Wednesday, April 16, 2014

My New Featherweight

A few weeks ago, I was lucky enough to come across a well loved Singer Featherweight 221. So I brought it home with me! I thought I'd share her with you and also document what I've done to bring her up to speed and resources I found.

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The machine shows some wear but she is in good shape. Some of the gold painting on has been loved off and there are some small chips in the black paint. But all the parts are accounted for and in good working order.

Now, I knew nothing about Singer Featherweights except that they are pretty.

From what I've gleaned from the internets, this machine was manufactured in 1947. The post WWII machines are said to typically have stripes on the shiny side piece (AKA thingy), but some, mine included, still have the scroll work the pre-war machines have. (I say that but I can't find where I saw that, so I could be wrong!)

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When I got her home, I was happy to find that she sewed well enough, but I knew she needed a bit of love before I took her on the open road of piecing.

I got a new toy recently... And she came with a case too, a tad oil stain case. #featherweight


For one, she needed oil and lube. The oil that came with it had obviously been spilled at some point and was packaged in a greasy, sandwich bad. I tossed that and bought some new oil and lube.


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Oiling is a bit more of an intensive process than I thought, but it's fairly manageable.

I also gave her a good cleaning. She was linty.

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I also replaced the felt drip pan (for freshness!) and installed a new marked throat plate (don't worry, I kept the original.)

Old and new throat plate... I'll be needing those markings. #featherweight221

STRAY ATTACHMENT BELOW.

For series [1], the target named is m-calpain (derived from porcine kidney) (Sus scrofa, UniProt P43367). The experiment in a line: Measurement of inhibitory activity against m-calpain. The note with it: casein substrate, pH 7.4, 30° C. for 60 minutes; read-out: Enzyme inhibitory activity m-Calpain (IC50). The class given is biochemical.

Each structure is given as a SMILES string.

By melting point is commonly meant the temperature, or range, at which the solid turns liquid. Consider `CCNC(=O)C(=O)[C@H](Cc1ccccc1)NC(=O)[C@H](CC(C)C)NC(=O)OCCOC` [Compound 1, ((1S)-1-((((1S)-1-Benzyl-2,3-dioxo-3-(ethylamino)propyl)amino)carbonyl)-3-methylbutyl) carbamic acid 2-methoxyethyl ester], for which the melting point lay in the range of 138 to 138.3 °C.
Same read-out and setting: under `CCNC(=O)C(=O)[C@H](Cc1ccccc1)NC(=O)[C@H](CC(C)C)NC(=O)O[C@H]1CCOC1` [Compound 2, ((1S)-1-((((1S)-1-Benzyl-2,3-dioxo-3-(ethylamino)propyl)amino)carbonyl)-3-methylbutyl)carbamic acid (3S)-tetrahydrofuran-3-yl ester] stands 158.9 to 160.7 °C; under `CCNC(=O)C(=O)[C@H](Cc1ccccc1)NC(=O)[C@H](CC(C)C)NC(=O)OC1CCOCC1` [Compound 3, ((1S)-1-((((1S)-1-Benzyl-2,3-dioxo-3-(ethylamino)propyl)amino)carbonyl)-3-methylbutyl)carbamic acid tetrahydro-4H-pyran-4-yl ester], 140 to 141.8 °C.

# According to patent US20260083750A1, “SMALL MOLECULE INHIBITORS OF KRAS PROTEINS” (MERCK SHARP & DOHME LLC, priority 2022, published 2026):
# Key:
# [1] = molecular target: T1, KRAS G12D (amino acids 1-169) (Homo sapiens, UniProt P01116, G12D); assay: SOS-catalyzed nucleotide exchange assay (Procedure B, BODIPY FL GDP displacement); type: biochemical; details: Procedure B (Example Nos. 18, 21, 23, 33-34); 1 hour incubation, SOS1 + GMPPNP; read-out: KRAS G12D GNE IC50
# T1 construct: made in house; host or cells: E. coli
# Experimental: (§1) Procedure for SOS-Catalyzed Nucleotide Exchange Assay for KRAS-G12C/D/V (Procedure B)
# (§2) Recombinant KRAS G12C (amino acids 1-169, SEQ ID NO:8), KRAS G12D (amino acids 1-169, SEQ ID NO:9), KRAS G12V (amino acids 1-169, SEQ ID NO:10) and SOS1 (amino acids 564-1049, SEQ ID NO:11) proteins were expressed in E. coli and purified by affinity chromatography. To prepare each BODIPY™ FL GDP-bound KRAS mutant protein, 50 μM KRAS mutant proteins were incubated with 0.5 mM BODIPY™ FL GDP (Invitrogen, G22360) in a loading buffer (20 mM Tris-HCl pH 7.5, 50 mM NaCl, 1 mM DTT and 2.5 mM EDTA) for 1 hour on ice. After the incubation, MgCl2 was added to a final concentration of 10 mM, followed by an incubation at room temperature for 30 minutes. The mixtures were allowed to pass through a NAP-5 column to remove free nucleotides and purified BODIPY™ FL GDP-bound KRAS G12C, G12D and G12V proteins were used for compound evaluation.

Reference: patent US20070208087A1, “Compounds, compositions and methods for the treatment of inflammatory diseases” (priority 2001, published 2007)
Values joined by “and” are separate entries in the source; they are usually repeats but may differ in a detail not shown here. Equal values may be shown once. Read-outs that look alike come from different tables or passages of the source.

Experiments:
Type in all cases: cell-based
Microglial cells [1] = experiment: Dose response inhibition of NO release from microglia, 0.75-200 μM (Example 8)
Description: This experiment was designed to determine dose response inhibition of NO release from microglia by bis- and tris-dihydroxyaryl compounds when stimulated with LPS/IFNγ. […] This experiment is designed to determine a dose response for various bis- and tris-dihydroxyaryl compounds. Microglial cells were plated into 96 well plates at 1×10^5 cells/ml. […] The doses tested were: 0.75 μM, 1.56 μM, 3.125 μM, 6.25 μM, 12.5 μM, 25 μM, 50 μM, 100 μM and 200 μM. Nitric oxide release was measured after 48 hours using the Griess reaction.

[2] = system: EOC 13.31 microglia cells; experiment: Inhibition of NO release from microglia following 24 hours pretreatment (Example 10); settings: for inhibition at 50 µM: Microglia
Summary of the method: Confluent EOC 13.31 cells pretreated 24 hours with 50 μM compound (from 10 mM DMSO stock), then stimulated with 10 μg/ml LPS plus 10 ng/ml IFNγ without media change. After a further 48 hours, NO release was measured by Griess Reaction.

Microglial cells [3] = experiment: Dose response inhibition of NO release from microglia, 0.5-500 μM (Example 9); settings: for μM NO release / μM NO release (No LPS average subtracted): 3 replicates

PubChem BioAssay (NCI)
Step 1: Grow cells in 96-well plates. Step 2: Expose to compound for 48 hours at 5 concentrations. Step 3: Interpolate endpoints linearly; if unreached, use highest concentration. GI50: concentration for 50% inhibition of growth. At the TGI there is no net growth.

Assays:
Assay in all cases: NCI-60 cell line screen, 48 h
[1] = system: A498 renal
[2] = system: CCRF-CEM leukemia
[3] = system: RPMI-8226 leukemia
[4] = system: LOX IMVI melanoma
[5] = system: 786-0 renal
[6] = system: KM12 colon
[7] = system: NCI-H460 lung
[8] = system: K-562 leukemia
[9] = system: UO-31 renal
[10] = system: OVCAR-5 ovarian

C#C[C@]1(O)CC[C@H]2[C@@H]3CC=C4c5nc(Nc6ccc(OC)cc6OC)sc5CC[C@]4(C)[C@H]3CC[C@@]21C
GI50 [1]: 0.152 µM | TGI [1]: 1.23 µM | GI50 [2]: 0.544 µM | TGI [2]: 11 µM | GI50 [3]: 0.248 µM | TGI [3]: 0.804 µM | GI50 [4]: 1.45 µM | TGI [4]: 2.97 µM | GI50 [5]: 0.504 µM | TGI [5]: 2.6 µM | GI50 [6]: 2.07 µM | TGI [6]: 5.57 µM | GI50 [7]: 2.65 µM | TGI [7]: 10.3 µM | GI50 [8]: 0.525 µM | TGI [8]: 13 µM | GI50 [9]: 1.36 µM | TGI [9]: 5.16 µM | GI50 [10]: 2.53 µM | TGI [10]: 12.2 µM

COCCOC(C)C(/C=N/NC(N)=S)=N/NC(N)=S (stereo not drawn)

Is this my hand? Maybe I was washing dishes prior? 
Despite oiling, lubing, cleaning, and some new parts, when I sat down to work with her, the tension was way way too tight, even set at zero. So I had to walk away until I could figure out how to deal with the tension.

I'm happy and proud to say I figured out how to fix the tension! I disassembled and reassembled the tension unit; in doing so I adjusted the pin placement on the thumb nut (it was way off!). And now she sews happily!

Now stitching happily and beautifully at 4 (my comfort number) after I readjusted the tension. (Feeling proud!) #featherweight221


Next up... polishing.


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Resources:
Spare Parts: April 1930's Sewing Shoppe 
Helpful cleaning tutorials: here, here, and here.
Threading tutorial with pictures(!): here.
Aging/grading a featherweight: here and here.

Monday, April 14, 2014

Mosey

Things have been fairly busy around here. I've been tasked with a few book chores, I'm working on a few tutorials for you, and I've been playing the role of "soccer mom" in taking my big girls to their softball games and practices, which is so fun but exhausting.

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To counter my hurried mom pace of life,  I've been moseying (fun fact: mosey is one of my favorite words, see also: scamper) about doing fun things. There's little stress when I can saunter around playing with various pretty things. Like new stacks of my all time favorite fabric lines (Field Study and Chicopee).



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Prepping my newly acquired Featherweight for sewing. She's almost ready!



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Playing with some Gouache paints I received for my birthday (6 months ago, it's not my birthday!). This is probably my most favorite new thing to do and can't wait to get back to it. Hopefully it won't take another 6 months!



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And finishing up my Wiksten Tank Top, just in time for warmer weather.

I hope you all are well! How busy are you?

Wednesday, March 26, 2014

My Tips for Garment Making {WIP Wednesday}